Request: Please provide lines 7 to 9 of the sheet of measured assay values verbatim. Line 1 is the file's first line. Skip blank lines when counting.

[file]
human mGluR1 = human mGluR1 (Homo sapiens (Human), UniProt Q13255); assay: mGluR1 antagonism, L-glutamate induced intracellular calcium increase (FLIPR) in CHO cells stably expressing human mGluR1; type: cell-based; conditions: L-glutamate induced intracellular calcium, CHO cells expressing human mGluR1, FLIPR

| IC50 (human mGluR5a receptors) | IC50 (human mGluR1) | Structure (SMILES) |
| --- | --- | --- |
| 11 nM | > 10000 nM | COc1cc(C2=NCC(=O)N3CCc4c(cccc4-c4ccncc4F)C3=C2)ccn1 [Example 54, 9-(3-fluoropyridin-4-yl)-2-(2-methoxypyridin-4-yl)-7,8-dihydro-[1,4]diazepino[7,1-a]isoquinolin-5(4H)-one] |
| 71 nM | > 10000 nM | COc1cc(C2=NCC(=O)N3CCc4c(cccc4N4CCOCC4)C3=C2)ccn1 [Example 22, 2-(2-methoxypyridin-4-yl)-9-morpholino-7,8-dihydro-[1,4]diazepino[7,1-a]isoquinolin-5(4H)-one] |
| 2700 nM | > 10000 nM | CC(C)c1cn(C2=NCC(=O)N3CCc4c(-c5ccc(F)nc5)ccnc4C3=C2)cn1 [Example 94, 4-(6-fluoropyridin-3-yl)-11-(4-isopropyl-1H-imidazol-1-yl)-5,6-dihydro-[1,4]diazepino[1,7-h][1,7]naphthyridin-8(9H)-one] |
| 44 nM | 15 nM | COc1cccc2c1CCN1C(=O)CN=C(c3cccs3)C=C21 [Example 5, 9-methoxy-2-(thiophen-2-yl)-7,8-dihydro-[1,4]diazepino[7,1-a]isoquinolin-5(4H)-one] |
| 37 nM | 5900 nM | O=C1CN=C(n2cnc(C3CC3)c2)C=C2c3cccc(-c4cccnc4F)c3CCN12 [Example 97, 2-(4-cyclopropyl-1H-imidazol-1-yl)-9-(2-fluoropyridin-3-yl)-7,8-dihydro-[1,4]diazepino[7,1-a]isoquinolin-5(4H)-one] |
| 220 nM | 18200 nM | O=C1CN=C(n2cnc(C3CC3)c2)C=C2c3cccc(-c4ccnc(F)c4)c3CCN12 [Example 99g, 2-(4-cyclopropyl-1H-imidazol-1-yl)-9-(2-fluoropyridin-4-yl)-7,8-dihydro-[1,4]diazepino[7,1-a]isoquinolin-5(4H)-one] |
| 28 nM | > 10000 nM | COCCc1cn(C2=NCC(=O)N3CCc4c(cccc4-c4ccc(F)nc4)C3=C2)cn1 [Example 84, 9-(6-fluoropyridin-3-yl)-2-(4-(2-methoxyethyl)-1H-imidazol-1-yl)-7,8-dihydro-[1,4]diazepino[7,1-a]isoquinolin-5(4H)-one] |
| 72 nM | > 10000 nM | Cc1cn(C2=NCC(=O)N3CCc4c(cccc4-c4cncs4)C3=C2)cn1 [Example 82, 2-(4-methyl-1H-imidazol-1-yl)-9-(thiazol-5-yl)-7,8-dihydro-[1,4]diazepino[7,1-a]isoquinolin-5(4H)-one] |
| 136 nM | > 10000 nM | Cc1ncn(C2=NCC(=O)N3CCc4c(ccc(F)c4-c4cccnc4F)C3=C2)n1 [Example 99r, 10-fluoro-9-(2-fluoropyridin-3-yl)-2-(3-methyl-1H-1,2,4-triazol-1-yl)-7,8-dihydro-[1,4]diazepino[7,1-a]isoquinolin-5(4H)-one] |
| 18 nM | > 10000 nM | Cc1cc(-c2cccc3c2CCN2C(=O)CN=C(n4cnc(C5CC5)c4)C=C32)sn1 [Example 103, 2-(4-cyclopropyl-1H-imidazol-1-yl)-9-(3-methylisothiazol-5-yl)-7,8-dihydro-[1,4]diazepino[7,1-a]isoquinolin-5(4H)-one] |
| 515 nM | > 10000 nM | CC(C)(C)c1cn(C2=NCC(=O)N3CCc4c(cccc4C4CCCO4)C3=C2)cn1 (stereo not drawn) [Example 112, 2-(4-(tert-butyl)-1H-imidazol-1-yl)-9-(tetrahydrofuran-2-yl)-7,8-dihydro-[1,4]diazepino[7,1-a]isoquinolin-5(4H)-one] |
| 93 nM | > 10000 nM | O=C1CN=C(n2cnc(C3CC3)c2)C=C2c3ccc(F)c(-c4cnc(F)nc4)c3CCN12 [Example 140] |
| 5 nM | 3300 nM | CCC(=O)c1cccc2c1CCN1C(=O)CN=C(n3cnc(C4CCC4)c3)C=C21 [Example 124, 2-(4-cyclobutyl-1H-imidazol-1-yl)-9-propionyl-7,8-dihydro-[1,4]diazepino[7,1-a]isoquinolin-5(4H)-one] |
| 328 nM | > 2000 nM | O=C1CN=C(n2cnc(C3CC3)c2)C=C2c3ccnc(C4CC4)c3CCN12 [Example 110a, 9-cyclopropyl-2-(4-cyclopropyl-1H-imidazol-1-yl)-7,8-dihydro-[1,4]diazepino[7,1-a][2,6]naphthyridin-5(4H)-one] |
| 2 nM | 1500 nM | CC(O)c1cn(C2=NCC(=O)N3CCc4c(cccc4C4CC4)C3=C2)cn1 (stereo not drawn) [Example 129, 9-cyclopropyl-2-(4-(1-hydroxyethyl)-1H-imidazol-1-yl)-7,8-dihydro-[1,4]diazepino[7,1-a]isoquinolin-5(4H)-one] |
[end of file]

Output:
| 44 nM | 15 nM | COc1cccc2c1CCN1C(=O)CN=C(c3cccs3)C=C21 [Example 5, 9-methoxy-2-(thiophen-2-yl)-7,8-dihydro-[1,4]diazepino[7,1-a]isoquinolin-5(4H)-one] |
| 37 nM | 5900 nM | O=C1CN=C(n2cnc(C3CC3)c2)C=C2c3cccc(-c4cccnc4F)c3CCN12 [Example 97, 2-(4-cyclopropyl-1H-imidazol-1-yl)-9-(2-fluoropyridin-3-yl)-7,8-dihydro-[1,4]diazepino[7,1-a]isoquinolin-5(4H)-one] |
| 220 nM | 18200 nM | O=C1CN=C(n2cnc(C3CC3)c2)C=C2c3cccc(-c4ccnc(F)c4)c3CCN12 [Example 99g, 2-(4-cyclopropyl-1H-imidazol-1-yl)-9-(2-fluoropyridin-4-yl)-7,8-dihydro-[1,4]diazepino[7,1-a]isoquinolin-5(4H)-one] |